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There are four European elections you need to be watching this Sunday and the fragmentation of party political support in the past six months is showing that Greece may be the country you need to worry about.UBS economist Stephane Deo says the political landscape after Greece’s general elections are crucial since voters have moved away from the two major parties New Democracy and PASOK.
Voters have shifted support to smaller parties many of whom want to renegotiate agreements with creditors, reject austerity measures or even leave the euro.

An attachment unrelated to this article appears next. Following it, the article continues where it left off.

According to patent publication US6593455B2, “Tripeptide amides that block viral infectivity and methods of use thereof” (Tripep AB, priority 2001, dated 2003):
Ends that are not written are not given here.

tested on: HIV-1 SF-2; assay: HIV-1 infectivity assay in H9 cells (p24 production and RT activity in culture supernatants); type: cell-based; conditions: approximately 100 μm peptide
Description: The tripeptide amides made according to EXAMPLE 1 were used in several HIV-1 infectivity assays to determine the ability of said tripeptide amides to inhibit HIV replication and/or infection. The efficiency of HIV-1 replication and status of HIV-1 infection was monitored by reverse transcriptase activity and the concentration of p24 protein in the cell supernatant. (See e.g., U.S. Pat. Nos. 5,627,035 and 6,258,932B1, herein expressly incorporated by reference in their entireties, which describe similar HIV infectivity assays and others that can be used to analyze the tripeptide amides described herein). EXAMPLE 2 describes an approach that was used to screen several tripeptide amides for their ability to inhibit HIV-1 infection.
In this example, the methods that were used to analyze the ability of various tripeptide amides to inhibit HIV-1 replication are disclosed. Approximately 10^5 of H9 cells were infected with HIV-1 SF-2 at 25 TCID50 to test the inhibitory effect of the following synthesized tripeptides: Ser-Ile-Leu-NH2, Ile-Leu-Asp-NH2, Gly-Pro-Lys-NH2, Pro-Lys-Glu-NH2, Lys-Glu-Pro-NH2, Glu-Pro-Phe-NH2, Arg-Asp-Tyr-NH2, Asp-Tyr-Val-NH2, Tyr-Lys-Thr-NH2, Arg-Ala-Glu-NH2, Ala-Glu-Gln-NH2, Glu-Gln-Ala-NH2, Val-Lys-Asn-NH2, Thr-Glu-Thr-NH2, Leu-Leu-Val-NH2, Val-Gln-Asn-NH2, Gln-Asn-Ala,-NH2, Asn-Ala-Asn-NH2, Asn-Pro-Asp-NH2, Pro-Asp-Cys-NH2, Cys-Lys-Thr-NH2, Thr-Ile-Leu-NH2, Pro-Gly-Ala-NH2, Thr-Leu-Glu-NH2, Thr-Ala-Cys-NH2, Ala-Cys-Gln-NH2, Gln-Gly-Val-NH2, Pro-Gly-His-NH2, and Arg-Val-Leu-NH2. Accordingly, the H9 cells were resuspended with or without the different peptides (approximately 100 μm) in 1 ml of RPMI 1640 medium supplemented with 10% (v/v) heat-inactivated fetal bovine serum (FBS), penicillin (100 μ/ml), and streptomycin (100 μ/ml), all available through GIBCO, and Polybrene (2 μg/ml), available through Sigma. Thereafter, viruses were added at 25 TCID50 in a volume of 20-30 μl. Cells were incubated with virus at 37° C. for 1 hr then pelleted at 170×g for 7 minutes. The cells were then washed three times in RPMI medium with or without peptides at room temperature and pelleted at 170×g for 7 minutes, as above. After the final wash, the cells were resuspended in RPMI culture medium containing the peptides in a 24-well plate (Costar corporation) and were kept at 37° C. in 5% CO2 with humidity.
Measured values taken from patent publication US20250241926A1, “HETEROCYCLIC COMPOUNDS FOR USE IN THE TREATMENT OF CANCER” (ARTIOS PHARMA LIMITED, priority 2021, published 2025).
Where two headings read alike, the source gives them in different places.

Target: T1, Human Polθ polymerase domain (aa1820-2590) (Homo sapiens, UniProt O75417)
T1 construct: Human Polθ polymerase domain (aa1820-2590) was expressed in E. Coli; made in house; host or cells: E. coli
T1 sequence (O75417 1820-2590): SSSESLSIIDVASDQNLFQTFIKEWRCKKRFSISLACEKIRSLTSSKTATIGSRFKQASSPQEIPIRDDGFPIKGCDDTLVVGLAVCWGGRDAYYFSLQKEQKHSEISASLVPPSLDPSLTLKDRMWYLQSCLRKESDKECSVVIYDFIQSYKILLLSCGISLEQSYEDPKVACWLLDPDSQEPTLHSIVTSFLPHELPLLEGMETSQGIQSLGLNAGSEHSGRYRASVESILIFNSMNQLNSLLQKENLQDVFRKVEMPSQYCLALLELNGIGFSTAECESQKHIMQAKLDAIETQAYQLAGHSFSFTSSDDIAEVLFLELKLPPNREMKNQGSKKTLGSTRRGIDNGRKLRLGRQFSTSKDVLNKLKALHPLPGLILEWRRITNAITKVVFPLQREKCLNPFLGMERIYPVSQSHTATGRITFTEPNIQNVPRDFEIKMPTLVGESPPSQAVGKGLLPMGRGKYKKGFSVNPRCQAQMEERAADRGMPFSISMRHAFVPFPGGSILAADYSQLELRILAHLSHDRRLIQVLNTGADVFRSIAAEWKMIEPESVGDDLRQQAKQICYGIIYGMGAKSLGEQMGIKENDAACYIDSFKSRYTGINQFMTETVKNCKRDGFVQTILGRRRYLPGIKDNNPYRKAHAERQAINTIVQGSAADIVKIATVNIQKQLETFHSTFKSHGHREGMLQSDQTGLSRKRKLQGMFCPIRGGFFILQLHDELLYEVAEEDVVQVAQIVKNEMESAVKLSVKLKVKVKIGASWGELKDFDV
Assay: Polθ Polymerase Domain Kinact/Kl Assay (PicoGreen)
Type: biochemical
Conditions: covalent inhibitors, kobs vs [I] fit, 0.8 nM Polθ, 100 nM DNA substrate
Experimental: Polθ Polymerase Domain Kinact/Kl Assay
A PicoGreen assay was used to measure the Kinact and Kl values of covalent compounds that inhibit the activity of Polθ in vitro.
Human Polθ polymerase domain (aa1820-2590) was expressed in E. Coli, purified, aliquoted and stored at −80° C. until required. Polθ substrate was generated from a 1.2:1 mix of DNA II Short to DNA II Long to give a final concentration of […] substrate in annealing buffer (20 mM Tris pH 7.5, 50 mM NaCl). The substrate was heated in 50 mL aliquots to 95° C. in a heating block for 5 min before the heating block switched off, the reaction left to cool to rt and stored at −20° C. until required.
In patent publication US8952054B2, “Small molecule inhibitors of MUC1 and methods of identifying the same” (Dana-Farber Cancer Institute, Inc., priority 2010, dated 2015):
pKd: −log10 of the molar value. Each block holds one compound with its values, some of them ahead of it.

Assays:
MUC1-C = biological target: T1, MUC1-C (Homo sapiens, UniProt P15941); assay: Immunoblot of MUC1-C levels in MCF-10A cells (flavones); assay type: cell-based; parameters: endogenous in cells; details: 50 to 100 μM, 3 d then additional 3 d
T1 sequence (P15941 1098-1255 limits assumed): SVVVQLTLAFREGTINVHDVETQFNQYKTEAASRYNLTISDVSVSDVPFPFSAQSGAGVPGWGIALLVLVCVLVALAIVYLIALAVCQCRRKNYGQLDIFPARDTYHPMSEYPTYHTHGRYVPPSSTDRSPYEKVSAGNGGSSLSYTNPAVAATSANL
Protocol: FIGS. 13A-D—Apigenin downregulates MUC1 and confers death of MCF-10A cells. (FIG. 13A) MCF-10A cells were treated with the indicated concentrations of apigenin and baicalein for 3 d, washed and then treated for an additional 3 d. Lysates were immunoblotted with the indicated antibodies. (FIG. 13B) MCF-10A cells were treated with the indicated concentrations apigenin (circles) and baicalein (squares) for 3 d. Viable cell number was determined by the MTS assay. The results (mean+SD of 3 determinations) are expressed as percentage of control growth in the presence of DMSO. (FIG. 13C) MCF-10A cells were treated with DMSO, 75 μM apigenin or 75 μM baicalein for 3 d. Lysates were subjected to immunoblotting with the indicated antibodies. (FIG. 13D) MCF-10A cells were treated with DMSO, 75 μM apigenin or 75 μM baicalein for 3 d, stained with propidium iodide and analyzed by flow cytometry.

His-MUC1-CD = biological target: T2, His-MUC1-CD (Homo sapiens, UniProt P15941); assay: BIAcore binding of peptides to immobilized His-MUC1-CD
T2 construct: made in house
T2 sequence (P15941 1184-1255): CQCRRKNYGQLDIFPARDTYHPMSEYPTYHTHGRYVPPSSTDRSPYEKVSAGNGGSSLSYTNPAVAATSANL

New Democracy and PASOK on the other hand have been saying that they will renegotiate the Memorandum of Understanding (MoU) with the IMF. Deo writes:
“In our view, that suggests a degree of liberty they do not have; we think there is little, if any, appetite at the Fund or at the EC to renegotiate the agreement. Rather, the new government’s task will be daunting: €3bn of spending cuts to implement immediately and an additional €12bn to be detailed for 2013-14. Risks have risen around Greece’s ability to implement austerity measures, against a backdrop of increasingly frustrated and impatient official sector lenders.”
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